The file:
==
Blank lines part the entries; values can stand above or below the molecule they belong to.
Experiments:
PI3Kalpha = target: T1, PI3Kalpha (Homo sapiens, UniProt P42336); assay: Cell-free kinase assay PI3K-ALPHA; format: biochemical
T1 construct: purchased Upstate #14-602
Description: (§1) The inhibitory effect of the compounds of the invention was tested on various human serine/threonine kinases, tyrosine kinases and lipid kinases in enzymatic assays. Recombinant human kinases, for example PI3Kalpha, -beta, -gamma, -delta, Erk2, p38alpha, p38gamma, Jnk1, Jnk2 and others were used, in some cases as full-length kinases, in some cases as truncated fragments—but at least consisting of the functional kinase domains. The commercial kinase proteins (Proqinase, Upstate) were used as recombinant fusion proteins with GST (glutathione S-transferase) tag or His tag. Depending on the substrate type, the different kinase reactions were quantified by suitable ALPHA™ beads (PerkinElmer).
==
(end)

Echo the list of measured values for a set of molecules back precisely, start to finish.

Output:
Blank lines part the entries; values can stand above or below the molecule they belong to.
Experiments:
PI3Kalpha = target: T1, PI3Kalpha (Homo sapiens, UniProt P42336); assay: Cell-free kinase assay PI3K-ALPHA; format: biochemical
T1 construct: purchased Upstate #14-602
Description: (§1) The inhibitory effect of the compounds of the invention was tested on various human serine/threonine kinases, tyrosine kinases and lipid kinases in enzymatic assays. Recombinant human kinases, for example PI3Kalpha, -beta, -gamma, -delta, Erk2, p38alpha, p38gamma, Jnk1, Jnk2 and others were used, in some cases as full-length kinases, in some cases as truncated fragments—but at least consisting of the functional kinase domains. The commercial kinase proteins (Proqinase, Upstate) were used as recombinant fusion proteins with GST (glutathione S-transferase) tag or His tag. Depending on the substrate type, the different kinase reactions were quantified by suitable ALPHA™ beads (PerkinElmer).